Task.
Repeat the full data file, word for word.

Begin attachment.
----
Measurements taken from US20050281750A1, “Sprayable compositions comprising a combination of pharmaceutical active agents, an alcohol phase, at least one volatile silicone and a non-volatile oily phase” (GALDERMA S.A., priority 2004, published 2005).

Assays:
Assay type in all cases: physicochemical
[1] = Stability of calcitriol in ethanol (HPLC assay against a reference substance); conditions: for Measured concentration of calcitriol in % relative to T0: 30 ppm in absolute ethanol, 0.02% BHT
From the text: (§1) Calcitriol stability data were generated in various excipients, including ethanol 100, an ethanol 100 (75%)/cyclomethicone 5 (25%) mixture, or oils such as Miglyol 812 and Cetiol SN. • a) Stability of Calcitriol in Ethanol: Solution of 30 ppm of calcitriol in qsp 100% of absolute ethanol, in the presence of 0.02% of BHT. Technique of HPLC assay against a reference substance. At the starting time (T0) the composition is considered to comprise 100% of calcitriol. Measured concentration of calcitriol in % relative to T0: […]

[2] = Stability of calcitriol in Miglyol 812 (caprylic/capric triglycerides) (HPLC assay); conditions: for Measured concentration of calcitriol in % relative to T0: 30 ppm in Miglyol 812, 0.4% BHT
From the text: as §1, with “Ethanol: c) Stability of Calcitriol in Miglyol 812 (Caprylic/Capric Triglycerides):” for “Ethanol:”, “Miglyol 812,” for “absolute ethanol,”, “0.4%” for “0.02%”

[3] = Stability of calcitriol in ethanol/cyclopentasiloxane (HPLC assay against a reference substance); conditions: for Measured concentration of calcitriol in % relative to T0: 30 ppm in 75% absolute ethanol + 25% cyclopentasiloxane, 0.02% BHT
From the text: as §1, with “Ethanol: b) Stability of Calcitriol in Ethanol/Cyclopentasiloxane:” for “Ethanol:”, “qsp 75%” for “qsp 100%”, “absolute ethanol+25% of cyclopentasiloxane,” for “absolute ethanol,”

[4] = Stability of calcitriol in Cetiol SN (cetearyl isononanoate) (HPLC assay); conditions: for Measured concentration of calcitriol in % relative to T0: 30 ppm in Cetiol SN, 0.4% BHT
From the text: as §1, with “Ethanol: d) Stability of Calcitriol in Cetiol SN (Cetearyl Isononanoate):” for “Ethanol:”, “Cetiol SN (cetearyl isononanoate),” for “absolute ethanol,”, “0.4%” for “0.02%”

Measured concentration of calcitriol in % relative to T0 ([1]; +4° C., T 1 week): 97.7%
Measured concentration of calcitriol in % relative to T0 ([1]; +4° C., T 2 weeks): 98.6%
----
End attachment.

Measurements taken from US20050281750A1, “Sprayable compositions comprising a combination of pharmaceutical active agents, an alcohol phase, at least one volatile silicone and a non-volatile oily phase” (GALDERMA S.A., priority 2004, published 2005).

Assays:
Assay type in all cases: physicochemical
[1] = Stability of calcitriol in ethanol (HPLC assay against a reference substance); conditions: for Measured concentration of calcitriol in % relative to T0: 30 ppm in absolute ethanol, 0.02% BHT
From the text: (§1) Calcitriol stability data were generated in various excipients, including ethanol 100, an ethanol 100 (75%)/cyclomethicone 5 (25%) mixture, or oils such as Miglyol 812 and Cetiol SN. • a) Stability of Calcitriol in Ethanol: Solution of 30 ppm of calcitriol in qsp 100% of absolute ethanol, in the presence of 0.02% of BHT. Technique of HPLC assay against a reference substance. At the starting time (T0) the composition is considered to comprise 100% of calcitriol. Measured concentration of calcitriol in % relative to T0: […]

[2] = Stability of calcitriol in Miglyol 812 (caprylic/capric triglycerides) (HPLC assay); conditions: for Measured concentration of calcitriol in % relative to T0: 30 ppm in Miglyol 812, 0.4% BHT
From the text: as §1, with “Ethanol: c) Stability of Calcitriol in Miglyol 812 (Caprylic/Capric Triglycerides):” for “Ethanol:”, “Miglyol 812,” for “absolute ethanol,”, “0.4%” for “0.02%”

[3] = Stability of calcitriol in ethanol/cyclopentasiloxane (HPLC assay against a reference substance); conditions: for Measured concentration of calcitriol in % relative to T0: 30 ppm in 75% absolute ethanol + 25% cyclopentasiloxane, 0.02% BHT
From the text: as §1, with “Ethanol: b) Stability of Calcitriol in Ethanol/Cyclopentasiloxane:” for “Ethanol:”, “qsp 75%” for “qsp 100%”, “absolute ethanol+25% of cyclopentasiloxane,” for “absolute ethanol,”

[4] = Stability of calcitriol in Cetiol SN (cetearyl isononanoate) (HPLC assay); conditions: for Measured concentration of calcitriol in % relative to T0: 30 ppm in Cetiol SN, 0.4% BHT
From the text: as §1, with “Ethanol: d) Stability of Calcitriol in Cetiol SN (Cetearyl Isononanoate):” for “Ethanol:”, “Cetiol SN (cetearyl isononanoate),” for “absolute ethanol,”, “0.4%” for “0.02%”

Measured concentration of calcitriol in % relative to T0 ([1]; +4° C., T 1 week): 97.7%
Measured concentration of calcitriol in % relative to T0 ([1]; +4° C., T 2 weeks): 98.6%